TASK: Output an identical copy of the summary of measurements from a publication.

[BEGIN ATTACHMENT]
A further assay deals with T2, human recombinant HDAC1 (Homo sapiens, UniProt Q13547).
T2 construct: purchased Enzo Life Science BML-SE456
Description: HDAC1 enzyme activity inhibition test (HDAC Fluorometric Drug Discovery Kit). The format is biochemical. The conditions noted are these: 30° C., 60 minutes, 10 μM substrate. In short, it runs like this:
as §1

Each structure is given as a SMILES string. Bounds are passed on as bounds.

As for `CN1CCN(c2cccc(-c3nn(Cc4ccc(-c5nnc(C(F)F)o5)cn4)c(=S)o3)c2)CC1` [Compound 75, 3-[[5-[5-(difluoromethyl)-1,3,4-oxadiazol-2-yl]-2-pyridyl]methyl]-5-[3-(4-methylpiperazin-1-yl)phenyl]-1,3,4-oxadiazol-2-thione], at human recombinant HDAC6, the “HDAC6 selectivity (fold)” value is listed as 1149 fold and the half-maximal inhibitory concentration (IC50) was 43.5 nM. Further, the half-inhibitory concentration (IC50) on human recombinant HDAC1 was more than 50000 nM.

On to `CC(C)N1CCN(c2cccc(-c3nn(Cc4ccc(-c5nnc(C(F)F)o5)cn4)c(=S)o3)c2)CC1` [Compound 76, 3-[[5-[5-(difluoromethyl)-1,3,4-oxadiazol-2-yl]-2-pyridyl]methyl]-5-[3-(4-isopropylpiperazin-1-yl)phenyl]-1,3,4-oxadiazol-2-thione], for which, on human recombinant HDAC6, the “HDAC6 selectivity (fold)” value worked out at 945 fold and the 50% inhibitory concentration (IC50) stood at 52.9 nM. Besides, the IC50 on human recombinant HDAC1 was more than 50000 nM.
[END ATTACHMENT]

A further assay deals with T2, human recombinant HDAC1 (Homo sapiens, UniProt Q13547).
T2 construct: purchased Enzo Life Science BML-SE456
Description: HDAC1 enzyme activity inhibition test (HDAC Fluorometric Drug Discovery Kit). The format is biochemical. The conditions noted are these: 30° C., 60 minutes, 10 μM substrate. In short, it runs like this:
as §1

Each structure is given as a SMILES string. Bounds are passed on as bounds.

As for `CN1CCN(c2cccc(-c3nn(Cc4ccc(-c5nnc(C(F)F)o5)cn4)c(=S)o3)c2)CC1` [Compound 75, 3-[[5-[5-(difluoromethyl)-1,3,4-oxadiazol-2-yl]-2-pyridyl]methyl]-5-[3-(4-methylpiperazin-1-yl)phenyl]-1,3,4-oxadiazol-2-thione], at human recombinant HDAC6, the “HDAC6 selectivity (fold)” value is listed as 1149 fold and the half-maximal inhibitory concentration (IC50) was 43.5 nM. Further, the half-inhibitory concentration (IC50) on human recombinant HDAC1 was more than 50000 nM.

On to `CC(C)N1CCN(c2cccc(-c3nn(Cc4ccc(-c5nnc(C(F)F)o5)cn4)c(=S)o3)c2)CC1` [Compound 76, 3-[[5-[5-(difluoromethyl)-1,3,4-oxadiazol-2-yl]-2-pyridyl]methyl]-5-[3-(4-isopropylpiperazin-1-yl)phenyl]-1,3,4-oxadiazol-2-thione], for which, on human recombinant HDAC6, the “HDAC6 selectivity (fold)” value worked out at 945 fold and the 50% inhibitory concentration (IC50) stood at 52.9 nM. Besides, the IC50 on human recombinant HDAC1 was more than 50000 nM.